then focused on music and theater arts. They were particularly
interested in how arts education impacted students from families of
lower socio-economic resources (low SES), compared to those from
higher levels (high SES).
The overall findings were quite clear. Performance in a wide range
of academic subjects and on standardized tests was significantly
higher for students involved in sustained arts education. Statistical
analyses of academic performance from the 8th through 12th grades
further showed that the beneficial effects increased over time. Of
particular importance, low SES students also showed significant
improvements if they were involved in arts education. In fact, their
relative gains were as great or larger than the high SES students.
Given these findings, it is somewhat troubling to note that the
authors also found a significant decrease in arts education
involvement from grades 10 to 12. For example, the percent of
students taking lessons outside of school hours decreased from
11% to 3%.
An analysis that focused on instrumental music and mathematics
was also quite revealing. Dr. Catterall and his associates
discovered that music students were far more likely to achieve the
highest levels of proficiency in math tests than non-music students.
Again, low SES students also benefited. In fact they not only
scored higher in math than low SES students who were not
involved in music but also better than the average of all students.
The positive effects of instrumental music instruction also
increased from the 8th to the 10th grades. For example, 21% of
eighth grade music students from low SES households scored high
in math compared to 11% of non-music low SES students. By
grade 12, these figures were 33% and 16%, respectively.
Do these findings definitely show that consistent involvement in
arts education, particularly in instrumental music education, causes
the high levels of general academic and math performance? Dr.
Catterall and his colleagues are quite aware of the challenges that
must be met to be able to draw a causal connection. However, they
point out that there is good reason to suspect that arts education
helps cause the findings because other studies have reported "
that children are more engaged and cognitively involved in school
when the arts are part of, or integrated into, the curriculum."
Nonetheless, it might be argued that better students select arts
involvement. However, the authors also emphasize that
improvements are greater within the same students over time, from
the 8th to the 12 grades. This is difficult to explain if the higher
performance levels were not caused by continued involvement in
the arts.
Learning In and Through the Arts
"We conclude this review by considering an extensive study
performed by Judith Burton, Robert Horowitz and Hal Abeles, of
the Center for Arts Education Research at Columbia University. It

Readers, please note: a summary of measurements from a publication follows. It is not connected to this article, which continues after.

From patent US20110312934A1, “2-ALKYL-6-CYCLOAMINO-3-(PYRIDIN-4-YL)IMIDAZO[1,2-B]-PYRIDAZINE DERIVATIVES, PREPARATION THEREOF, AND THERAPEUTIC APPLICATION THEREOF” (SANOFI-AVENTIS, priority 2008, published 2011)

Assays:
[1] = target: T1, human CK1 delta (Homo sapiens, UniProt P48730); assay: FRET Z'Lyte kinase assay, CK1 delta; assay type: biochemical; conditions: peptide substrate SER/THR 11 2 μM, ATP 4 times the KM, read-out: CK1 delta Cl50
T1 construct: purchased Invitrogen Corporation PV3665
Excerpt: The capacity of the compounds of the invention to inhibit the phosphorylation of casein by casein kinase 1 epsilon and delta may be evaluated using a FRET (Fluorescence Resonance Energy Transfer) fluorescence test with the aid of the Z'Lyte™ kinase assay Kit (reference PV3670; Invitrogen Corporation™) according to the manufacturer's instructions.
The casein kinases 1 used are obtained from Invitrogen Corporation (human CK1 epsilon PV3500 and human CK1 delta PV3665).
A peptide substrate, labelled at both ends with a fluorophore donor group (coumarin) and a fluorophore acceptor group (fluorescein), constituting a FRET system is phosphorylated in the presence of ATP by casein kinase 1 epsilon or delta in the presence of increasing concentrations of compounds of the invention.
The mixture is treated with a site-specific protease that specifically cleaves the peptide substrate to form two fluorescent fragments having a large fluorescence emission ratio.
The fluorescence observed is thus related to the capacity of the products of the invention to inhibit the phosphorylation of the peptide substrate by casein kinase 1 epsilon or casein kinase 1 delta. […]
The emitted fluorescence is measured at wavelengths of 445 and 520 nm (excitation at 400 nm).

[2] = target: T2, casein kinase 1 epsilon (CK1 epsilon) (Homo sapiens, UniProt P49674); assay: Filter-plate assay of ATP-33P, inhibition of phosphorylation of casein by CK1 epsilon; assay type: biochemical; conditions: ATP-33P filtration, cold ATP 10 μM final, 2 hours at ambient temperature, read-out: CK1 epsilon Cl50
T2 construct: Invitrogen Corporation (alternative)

involved 2046 children in grades 4, 5, 7, and 8 in 12 public schools
in New York, Connecticut, Virginia and South Carolina. Instead of
focusing on academic test performances and arts involvement,
these researchers dug into the basic intellectual processes and
personal attributes that are at the foundation of cognitive
development and resultant enhanced test performance. They also
studied the school situation, the effects of arts curricula on teachers
and on their interactions with students.
Creative Thinking -- Students involved in high arts schools were
superior to those in low arts schools in each of the following
- Solutions: a greater number of ideas or approaches to solve
- Originality: more innovative approaches to solving problems
- Elaboration: mentally constructing more detail in formulating
- Resistance to Closure: tendency to keep an open mind, to avoid
rushing to premature judgements or being satisfied too quickly
with a possible solution
General Competencies -- Students in the schools with high arts
involvement were superior to students in low arts schools in other
important areas.
- Expression: better able to express their thoughts and ideas to
teachers and peers and to do so in different ways.
- Risk-taking: they were more willing to take a risk, showing an
increased willingness to try new things, use new materials and
approaches, even at the risk of failing; more willing to risk
expressing their own novel ideas to peers and parents
- Cooperation: they worked better with peers and with teachers
- Synthesis: better at unifying divergent thoughts, feeling and
Perception of Self as Learner -- High arts students also had better
self concepts regarding school:
- Higher self-concept in reading, math and general academics
- Teachers rated them as having more self-confidence.
The Perspectives of Teachers -- As noted above, the teachers also
participated in the testing. Those in schools with high levels of arts
education identified five effects of arts learning.
- The ability to express ideas and feelings opening and
- The ability to form relationships among different items and
arrange them to solve problems.
- The ability to imagine a problem from different points of view
and work toward a resolution.
- The ability to organize thoughts and ideas into meaningful
- The ability to engage in sustained and focused attention. "